Class Action Suit Filed Against Robinhood Over Stock Freeze

Class Action Lawsuit Filed Against Robinhood for Restricting Trading

Traders left unable to buy newly boosted stocks, leading to price crashes and widespread losses, are now suing the platform.

Stock trading platform Robinhood has been hit with a class action lawsuit after restricting purchases of focal stocks in an ongoing battle between retail investors and Wall Street hedge funds.

The lawsuit, filed in the Southern District of New York, alleges that Robinhood purposefully “deprived their customers of the ability to use their service” in an attempt to “manipulate the market for the benefit of people and financial institutions.”

Before markets opened on Thursday, Robinhood announced in a press release that it would restrict certain stocks that have experienced “recent volatility”, while also raising margin requirements for some securities. Equities affected had been boosted by the interest of online investment subreddit r/wallstreetbets, drawing an unprecedented wave of new investments to struggling retail stocks in an attempt to damage the hedge funds that were shorting them.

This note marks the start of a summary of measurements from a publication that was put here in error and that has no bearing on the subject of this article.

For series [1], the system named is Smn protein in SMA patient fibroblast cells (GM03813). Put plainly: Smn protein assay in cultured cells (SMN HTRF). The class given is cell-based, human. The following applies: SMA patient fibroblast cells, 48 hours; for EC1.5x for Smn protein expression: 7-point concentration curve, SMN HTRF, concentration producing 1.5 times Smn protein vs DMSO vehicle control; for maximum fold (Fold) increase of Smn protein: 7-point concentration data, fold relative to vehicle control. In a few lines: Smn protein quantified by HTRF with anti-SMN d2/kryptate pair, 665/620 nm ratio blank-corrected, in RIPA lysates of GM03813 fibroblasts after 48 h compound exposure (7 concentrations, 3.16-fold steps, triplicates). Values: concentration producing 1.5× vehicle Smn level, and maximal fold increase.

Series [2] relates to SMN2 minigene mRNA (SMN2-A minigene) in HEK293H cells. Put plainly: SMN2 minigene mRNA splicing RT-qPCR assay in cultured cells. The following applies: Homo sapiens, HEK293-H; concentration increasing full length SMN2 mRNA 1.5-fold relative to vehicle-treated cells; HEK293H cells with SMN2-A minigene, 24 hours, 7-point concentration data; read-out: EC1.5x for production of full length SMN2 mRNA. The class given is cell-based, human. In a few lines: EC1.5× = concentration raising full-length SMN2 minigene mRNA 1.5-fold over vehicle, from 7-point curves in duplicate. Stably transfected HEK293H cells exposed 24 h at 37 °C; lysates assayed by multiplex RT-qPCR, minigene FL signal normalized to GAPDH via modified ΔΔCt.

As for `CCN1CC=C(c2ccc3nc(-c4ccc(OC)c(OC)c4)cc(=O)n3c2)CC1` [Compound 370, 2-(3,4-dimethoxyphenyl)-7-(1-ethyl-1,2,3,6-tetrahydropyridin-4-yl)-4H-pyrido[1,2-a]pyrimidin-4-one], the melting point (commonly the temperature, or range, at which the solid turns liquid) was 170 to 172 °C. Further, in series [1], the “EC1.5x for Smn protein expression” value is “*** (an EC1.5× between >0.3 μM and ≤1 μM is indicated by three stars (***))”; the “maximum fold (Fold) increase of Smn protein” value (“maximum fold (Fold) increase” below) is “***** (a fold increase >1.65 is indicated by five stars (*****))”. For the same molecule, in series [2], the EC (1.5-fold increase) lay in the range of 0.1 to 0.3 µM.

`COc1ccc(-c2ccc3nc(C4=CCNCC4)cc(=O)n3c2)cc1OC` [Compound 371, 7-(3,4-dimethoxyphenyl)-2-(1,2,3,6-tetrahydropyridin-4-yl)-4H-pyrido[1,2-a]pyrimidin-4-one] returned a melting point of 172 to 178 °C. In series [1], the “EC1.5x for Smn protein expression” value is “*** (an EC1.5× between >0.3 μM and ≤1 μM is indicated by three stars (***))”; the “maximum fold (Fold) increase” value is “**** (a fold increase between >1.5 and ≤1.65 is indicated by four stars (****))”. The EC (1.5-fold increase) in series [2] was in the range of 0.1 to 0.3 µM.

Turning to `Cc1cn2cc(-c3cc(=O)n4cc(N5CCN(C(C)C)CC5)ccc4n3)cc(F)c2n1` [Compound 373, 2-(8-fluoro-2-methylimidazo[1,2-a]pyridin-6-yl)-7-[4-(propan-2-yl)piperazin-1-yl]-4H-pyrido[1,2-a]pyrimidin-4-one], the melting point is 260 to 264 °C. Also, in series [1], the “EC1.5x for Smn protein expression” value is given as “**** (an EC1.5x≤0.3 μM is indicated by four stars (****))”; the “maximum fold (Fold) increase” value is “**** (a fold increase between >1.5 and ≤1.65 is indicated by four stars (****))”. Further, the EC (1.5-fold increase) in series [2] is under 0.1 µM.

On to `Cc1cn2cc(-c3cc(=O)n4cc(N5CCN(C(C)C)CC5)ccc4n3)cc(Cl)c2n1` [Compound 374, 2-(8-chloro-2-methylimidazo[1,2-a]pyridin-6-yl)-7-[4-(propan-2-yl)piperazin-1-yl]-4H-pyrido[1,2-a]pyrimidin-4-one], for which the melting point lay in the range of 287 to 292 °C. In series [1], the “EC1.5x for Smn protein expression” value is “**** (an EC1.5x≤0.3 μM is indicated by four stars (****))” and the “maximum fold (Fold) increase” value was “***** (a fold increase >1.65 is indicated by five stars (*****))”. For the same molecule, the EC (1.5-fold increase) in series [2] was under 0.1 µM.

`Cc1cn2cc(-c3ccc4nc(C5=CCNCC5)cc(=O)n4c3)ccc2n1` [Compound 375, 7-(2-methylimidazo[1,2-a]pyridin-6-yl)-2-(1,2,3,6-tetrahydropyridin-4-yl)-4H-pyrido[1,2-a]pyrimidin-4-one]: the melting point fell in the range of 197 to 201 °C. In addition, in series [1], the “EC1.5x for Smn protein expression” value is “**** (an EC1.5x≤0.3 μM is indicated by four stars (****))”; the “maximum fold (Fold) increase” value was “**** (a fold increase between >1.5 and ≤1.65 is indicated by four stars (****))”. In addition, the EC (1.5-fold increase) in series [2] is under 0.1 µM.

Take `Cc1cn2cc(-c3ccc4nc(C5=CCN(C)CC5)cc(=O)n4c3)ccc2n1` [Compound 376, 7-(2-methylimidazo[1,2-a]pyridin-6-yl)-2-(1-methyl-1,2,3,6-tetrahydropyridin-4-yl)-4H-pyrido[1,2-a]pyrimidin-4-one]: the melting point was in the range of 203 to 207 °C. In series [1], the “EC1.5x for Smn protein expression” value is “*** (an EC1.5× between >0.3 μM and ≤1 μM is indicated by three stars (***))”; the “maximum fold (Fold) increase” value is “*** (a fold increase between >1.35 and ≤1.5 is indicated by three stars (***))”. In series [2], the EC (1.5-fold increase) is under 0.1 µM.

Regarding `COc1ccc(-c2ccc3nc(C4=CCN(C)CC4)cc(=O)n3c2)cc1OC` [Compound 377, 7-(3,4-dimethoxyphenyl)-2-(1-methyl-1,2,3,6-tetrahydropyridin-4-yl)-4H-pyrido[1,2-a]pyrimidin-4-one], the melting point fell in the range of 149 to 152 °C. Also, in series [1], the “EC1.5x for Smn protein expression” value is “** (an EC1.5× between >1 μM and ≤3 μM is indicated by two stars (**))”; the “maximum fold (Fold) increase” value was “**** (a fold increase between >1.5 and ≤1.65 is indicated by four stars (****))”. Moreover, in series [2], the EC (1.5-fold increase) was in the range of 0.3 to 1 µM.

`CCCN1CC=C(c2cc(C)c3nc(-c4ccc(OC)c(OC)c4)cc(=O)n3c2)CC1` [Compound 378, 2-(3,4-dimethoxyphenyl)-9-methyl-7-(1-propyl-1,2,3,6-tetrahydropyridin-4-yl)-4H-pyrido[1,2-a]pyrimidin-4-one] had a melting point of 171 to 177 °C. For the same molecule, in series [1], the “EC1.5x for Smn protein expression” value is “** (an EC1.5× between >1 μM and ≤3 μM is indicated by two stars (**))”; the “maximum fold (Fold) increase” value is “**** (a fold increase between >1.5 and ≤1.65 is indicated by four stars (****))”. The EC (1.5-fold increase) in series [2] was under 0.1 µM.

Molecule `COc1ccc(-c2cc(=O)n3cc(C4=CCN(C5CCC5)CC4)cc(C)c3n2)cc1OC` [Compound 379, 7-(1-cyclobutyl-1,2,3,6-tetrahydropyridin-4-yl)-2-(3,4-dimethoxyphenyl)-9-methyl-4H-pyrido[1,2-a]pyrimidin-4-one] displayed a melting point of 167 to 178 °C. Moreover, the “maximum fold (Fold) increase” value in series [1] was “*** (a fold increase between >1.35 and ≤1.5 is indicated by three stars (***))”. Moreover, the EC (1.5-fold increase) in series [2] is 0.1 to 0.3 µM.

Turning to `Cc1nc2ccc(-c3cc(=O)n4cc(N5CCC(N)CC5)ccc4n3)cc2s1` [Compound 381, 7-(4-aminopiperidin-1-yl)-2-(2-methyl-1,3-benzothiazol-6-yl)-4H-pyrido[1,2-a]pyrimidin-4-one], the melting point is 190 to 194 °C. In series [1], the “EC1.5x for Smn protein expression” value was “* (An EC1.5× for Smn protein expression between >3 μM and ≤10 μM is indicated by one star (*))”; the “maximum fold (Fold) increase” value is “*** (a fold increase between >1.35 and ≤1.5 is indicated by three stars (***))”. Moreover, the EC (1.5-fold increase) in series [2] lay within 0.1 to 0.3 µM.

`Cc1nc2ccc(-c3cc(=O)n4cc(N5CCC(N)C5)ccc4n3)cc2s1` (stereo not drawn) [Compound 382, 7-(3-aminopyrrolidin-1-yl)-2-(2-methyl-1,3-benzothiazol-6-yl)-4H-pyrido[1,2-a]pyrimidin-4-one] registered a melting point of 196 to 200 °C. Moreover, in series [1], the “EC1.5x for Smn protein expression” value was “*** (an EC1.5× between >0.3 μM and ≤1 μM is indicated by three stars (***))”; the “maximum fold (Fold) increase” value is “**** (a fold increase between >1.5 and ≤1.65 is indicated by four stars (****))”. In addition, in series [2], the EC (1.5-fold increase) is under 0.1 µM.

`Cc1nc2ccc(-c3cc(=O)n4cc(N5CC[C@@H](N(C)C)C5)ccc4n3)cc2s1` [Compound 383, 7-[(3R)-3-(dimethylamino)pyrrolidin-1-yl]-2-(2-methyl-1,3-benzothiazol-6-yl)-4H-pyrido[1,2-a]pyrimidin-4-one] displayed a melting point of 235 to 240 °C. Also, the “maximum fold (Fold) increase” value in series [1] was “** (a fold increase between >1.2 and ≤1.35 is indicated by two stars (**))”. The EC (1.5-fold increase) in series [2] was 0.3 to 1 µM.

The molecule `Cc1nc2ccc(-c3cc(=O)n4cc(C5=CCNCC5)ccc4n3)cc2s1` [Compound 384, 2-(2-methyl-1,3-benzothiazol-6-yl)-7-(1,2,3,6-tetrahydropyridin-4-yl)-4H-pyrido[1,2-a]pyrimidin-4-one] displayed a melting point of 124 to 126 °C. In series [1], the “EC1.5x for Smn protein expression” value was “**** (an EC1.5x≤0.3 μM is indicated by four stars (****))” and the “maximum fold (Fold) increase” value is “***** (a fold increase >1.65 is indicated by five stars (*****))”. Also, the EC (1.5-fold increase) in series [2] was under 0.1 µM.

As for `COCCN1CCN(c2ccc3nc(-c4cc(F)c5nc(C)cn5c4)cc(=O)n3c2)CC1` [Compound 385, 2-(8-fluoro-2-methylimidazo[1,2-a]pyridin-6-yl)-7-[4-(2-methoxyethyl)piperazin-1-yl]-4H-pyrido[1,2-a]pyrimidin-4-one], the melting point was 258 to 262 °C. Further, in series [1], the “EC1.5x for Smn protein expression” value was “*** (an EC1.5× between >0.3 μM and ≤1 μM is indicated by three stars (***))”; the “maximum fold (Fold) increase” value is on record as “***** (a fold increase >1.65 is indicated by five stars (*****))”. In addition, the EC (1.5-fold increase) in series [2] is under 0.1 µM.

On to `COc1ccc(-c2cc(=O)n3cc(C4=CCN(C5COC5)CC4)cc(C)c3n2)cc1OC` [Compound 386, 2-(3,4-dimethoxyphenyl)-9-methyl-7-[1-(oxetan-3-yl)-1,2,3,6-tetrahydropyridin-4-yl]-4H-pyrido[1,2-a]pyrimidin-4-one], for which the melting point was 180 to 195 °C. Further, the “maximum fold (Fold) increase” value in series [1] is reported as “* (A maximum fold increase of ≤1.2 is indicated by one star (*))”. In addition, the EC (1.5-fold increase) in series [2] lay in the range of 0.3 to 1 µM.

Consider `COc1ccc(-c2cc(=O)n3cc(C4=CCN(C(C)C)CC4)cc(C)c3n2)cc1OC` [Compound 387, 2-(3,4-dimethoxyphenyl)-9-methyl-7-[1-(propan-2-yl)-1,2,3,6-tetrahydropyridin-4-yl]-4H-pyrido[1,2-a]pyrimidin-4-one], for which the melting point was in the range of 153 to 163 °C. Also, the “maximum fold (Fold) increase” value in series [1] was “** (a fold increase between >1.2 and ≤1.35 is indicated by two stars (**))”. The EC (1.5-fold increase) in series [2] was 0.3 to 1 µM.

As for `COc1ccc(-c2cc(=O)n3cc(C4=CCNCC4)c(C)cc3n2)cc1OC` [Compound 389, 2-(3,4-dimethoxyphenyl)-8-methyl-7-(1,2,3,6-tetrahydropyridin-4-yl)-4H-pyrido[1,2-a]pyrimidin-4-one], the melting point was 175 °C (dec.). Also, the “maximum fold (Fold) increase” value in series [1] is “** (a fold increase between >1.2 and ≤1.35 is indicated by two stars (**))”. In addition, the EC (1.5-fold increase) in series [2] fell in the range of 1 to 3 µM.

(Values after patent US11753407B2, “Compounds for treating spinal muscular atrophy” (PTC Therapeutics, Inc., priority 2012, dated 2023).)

GameStop, AMC, American Airlines, Bed Bath & Beyond, BlackBerry and Nokia were among the stocks affected, subsequently experiencing precipitous drops in value. GameStop fell 44% following the imposition of restrictions, while AMC plunged 57%.

Several other trading platforms, including Charels Schwab, TD Ameritrade and Webull also moved to restrict the volatile shares, though Robinhood’s popularity among online investors has drawn the greatest attention.

Robinhood’s move has already drawn attention from lawmakers, who condemned what they saw as preferential treatment of established Wall Street firms over smaller investors.

Robinhood has yet to comment on the lawsuit.

This is not the first of the trading platform’s recent legal worries, having agreed to a $65 million fine in December for misleading customers about the price of trading stocks using its service. It has also been challenged on whether it does enough to educate beginner investors about the inherent risks of day trading.

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